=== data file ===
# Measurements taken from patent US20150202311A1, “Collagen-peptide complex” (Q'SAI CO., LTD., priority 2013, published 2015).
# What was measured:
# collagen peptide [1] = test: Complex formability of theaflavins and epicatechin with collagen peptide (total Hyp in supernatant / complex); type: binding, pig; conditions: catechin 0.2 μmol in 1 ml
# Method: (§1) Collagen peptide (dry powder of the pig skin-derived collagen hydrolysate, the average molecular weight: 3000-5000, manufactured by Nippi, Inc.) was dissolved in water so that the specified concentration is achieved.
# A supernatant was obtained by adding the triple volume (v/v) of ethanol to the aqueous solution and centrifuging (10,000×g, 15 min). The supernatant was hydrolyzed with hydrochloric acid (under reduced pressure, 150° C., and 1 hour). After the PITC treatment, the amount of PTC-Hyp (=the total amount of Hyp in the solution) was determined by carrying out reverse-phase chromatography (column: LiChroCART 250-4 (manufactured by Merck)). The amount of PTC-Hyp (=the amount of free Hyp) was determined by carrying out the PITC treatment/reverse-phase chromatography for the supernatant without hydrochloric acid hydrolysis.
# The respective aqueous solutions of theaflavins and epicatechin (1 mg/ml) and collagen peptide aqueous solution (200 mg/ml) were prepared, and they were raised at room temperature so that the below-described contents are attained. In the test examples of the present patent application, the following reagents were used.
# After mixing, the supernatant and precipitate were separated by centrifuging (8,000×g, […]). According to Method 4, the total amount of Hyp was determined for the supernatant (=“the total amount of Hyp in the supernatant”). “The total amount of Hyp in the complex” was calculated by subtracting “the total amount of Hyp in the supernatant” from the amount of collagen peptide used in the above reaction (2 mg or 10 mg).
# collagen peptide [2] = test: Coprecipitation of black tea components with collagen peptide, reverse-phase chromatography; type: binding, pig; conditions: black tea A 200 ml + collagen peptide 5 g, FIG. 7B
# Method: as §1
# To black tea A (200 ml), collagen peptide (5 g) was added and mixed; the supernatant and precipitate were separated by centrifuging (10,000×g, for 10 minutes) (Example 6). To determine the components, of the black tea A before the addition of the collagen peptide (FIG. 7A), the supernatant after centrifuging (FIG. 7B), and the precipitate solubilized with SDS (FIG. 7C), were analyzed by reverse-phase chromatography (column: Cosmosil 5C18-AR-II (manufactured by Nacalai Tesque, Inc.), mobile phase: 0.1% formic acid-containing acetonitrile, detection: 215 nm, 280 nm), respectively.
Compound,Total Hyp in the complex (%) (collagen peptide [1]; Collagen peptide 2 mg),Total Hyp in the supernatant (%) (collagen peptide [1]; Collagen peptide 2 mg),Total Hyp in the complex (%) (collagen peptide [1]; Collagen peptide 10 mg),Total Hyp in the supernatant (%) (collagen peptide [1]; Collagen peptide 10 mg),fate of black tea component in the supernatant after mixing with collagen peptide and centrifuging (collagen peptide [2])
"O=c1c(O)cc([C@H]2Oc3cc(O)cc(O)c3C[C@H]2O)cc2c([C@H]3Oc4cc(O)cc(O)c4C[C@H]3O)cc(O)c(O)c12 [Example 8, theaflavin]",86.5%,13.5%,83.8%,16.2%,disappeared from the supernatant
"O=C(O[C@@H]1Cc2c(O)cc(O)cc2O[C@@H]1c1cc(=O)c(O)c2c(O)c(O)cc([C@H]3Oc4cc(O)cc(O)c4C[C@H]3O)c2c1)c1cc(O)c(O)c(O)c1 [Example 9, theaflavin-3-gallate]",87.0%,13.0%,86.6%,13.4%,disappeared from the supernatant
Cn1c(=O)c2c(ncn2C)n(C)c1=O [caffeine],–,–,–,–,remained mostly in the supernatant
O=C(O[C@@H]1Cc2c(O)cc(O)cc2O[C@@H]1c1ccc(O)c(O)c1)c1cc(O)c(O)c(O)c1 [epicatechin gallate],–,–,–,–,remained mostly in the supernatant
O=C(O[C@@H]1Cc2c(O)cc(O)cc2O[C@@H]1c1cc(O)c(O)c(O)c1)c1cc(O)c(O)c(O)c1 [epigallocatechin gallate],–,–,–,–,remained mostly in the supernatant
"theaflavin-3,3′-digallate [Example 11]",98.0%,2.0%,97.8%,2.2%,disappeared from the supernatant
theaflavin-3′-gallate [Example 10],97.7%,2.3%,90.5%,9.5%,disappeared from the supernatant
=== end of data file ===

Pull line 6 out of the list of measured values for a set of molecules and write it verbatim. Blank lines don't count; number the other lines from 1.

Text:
# The respective aqueous solutions of theaflavins and epicatechin (1 mg/ml) and collagen peptide aqueous solution (200 mg/ml) were prepared, and they were raised at room temperature so that the below-described contents are attained. In the test examples of the present patent application, the following reagents were used.